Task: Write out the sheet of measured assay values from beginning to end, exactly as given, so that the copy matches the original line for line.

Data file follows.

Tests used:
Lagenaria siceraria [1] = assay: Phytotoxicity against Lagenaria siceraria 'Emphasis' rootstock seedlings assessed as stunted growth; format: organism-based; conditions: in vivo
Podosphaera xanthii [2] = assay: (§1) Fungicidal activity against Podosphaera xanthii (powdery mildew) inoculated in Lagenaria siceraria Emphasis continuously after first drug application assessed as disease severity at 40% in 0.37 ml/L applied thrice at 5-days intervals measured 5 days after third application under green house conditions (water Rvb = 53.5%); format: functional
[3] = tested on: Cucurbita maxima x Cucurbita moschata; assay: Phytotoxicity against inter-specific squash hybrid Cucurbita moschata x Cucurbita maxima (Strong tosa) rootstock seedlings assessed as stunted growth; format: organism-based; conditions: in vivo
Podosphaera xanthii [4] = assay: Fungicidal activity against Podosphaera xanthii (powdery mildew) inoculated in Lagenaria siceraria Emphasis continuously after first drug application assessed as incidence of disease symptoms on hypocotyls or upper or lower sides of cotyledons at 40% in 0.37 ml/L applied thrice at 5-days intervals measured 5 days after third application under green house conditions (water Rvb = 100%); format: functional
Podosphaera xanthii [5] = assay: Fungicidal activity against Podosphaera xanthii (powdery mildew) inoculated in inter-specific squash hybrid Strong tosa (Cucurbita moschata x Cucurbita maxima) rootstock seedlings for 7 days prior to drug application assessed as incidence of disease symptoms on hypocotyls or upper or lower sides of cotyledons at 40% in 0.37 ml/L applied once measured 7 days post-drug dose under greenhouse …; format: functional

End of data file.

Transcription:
Tests used:
Lagenaria siceraria [1] = assay: Phytotoxicity against Lagenaria siceraria 'Emphasis' rootstock seedlings assessed as stunted growth; format: organism-based; conditions: in vivo
Podosphaera xanthii [2] = assay: (§1) Fungicidal activity against Podosphaera xanthii (powdery mildew) inoculated in Lagenaria siceraria Emphasis continuously after first drug application assessed as disease severity at 40% in 0.37 ml/L applied thrice at 5-days intervals measured 5 days after third application under green house conditions (water Rvb = 53.5%); format: functional
[3] = tested on: Cucurbita maxima x Cucurbita moschata; assay: Phytotoxicity against inter-specific squash hybrid Cucurbita moschata x Cucurbita maxima (Strong tosa) rootstock seedlings assessed as stunted growth; format: organism-based; conditions: in vivo
Podosphaera xanthii [4] = assay: Fungicidal activity against Podosphaera xanthii (powdery mildew) inoculated in Lagenaria siceraria Emphasis continuously after first drug application assessed as incidence of disease symptoms on hypocotyls or upper or lower sides of cotyledons at 40% in 0.37 ml/L applied thrice at 5-days intervals measured 5 days after third application under green house conditions (water Rvb = 100%); format: functional
Podosphaera xanthii [5] = assay: Fungicidal activity against Podosphaera xanthii (powdery mildew) inoculated in inter-specific squash hybrid Strong tosa (Cucurbita moschata x Cucurbita maxima) rootstock seedlings for 7 days prior to drug application assessed as incidence of disease symptoms on hypocotyls or upper or lower sides of cotyledons at 40% in 0.37 ml/L applied once measured 7 days post-drug dose under greenhouse …; format: functional